Water, Sanitation and Hygiene
Improving children’s access to water, sanitation and hygiene
Significantly more Kenyans have access to safe drinking water (59 per cent) than to basic sanitation (29 per cent). Since 2000, access to safe drinking water has increased by 12 per cent, while access to basic sanitation has fallen by five per cent. In Kenya, 9.9 million people drink directly from contaminated surface water sources and an estimated five million people practice open defecation. Only 25 per cent have hand-washing facilities with soap and water at home.
Safe drinking water, basic sanitation and good hygiene practices are essential for the survival of children. Global evidence shows that better water, sanitation, and hygiene could prevent the deaths of 297,000 children aged under five each year globally. Achieving universal access to drinking water and sanitation by 2030 will be challenging given current levels of investment, projected population growth and climate change.
UNICEF Kenya works closely with the Government, donors and civil society to help increase children and families’ access to safe water and basic sanitation, especially in the arid and semi-arid land (ASAL) counties, where this is lowest. We innovate to find new ways to provide water in the face of increasing droughts caused by climate change.
With support from UNICEF, over 1,700 villages were certified as open defecation free in 2020. We contributed to achieving improved access to safe drinking water for more than 105,000 people, while supporting almost 360,000 people to access safe drinking water in 12 flood-affected counties. We provided 106 primary schools with gender and disability sensitive water, sanitation and hygiene facilities in 2020, partly in response to COVID-19.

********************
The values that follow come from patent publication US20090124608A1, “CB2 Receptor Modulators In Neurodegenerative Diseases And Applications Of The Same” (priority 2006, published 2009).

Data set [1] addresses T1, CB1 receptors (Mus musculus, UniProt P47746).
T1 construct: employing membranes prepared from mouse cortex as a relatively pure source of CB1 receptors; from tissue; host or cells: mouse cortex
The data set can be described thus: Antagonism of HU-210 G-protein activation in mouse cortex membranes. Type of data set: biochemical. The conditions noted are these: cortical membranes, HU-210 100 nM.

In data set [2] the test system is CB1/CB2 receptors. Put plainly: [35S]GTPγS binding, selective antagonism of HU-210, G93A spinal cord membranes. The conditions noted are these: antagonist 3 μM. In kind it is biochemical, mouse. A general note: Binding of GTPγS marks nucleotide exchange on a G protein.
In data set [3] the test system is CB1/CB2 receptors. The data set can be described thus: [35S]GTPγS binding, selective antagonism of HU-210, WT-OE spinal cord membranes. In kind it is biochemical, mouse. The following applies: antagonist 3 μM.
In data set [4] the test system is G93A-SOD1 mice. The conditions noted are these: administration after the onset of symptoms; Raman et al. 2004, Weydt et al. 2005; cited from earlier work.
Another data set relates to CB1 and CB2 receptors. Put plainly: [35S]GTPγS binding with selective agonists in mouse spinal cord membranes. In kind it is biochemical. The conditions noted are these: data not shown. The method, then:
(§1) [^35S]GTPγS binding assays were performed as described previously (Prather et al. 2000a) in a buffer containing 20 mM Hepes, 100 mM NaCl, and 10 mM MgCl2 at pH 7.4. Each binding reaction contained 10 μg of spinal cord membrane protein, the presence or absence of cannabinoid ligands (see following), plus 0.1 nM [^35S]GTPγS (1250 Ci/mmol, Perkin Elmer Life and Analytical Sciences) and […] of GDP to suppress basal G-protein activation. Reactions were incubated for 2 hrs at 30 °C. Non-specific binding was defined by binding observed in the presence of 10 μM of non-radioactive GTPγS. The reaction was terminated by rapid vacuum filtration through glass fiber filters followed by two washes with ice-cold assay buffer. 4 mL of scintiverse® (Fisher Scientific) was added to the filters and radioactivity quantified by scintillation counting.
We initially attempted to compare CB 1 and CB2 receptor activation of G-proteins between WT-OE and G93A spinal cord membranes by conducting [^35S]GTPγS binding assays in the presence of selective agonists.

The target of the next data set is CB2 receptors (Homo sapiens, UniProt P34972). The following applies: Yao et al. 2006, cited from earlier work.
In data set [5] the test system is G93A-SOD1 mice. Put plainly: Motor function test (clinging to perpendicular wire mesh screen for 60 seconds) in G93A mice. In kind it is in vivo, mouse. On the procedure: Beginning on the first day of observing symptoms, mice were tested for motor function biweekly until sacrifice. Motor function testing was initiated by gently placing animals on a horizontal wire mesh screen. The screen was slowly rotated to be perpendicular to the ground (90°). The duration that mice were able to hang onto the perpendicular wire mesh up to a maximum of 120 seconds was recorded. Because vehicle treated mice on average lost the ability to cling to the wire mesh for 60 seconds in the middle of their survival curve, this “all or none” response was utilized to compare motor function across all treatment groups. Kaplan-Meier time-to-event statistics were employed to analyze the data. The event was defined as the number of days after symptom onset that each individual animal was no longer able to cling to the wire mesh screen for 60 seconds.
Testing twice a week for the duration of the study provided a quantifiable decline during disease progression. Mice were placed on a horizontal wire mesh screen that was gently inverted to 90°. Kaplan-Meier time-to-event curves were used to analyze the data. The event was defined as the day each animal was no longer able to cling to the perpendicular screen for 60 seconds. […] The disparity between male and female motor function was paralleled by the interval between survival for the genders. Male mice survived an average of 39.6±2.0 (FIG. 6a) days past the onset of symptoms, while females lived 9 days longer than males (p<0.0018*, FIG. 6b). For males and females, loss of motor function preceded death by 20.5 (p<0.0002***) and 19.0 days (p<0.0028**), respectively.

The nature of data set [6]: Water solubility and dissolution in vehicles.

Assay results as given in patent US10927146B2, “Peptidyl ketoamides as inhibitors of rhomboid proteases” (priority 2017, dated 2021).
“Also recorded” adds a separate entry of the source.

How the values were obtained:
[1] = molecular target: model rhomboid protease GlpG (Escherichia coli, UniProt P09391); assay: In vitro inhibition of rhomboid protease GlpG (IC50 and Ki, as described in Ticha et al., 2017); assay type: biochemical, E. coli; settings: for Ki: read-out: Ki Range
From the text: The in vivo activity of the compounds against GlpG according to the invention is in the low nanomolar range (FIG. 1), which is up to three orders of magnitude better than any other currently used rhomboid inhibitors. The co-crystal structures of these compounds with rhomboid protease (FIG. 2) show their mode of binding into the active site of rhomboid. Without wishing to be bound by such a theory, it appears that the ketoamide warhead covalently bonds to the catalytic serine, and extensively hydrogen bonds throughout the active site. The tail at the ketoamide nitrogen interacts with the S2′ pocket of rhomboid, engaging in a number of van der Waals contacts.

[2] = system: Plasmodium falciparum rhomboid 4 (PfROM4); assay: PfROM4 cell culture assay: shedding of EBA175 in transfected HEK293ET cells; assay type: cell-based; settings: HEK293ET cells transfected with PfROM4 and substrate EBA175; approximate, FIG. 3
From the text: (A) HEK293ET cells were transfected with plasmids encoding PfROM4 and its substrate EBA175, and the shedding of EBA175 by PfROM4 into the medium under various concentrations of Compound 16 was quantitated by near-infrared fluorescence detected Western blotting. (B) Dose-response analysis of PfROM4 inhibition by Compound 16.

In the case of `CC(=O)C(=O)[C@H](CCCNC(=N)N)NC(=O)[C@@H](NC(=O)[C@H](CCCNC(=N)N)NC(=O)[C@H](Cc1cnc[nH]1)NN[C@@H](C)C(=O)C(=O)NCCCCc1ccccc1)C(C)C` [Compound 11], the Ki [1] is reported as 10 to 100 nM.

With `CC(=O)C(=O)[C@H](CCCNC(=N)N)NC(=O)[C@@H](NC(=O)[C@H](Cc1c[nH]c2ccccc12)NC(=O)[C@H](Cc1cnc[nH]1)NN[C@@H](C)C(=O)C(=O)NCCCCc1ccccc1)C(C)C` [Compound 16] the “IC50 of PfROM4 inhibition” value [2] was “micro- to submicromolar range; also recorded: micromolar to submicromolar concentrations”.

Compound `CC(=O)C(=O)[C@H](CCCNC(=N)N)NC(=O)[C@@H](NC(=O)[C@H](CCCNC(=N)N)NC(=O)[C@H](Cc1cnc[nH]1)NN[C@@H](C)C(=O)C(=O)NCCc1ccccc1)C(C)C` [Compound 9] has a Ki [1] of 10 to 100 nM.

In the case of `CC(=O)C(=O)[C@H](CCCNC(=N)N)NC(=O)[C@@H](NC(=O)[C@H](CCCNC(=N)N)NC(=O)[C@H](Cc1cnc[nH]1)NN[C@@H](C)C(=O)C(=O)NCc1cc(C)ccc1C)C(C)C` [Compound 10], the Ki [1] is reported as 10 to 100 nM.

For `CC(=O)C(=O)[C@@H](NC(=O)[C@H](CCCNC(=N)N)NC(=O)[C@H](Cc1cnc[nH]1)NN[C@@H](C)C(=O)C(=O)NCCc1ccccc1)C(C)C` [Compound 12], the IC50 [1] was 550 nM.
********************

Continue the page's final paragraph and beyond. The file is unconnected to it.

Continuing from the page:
UNICEF also supported community initiatives on menstrual hygiene management (MHM), benefiting over 15,000 adolescent girls who were out of school due to COVID-19 in 2020. The girls received sanitary pads which can be reused for over one year. We also trained implementing partners to provide education and information on MHM to girls and women.
UNICEF has distributed hygiene and COVID-prevention items, including soap, hand-sanitizer, hand-washing stations, disinfectant and personal protection equipment for use in schools, health facilities, and public spaces. We are training frontline personnel and disseminating public health messages, including in health facilities, markets and other public spaces.
WASH in numbers
59% of people in Kenya have access to safe drinking water.
29% of people in Kenya have access to improved sanitation facilities.
In 2020, UNICEF certified 1,765 villages as open defecation free.
We also provided WASH facilities for over 600 schools in 2020, to help with reopening.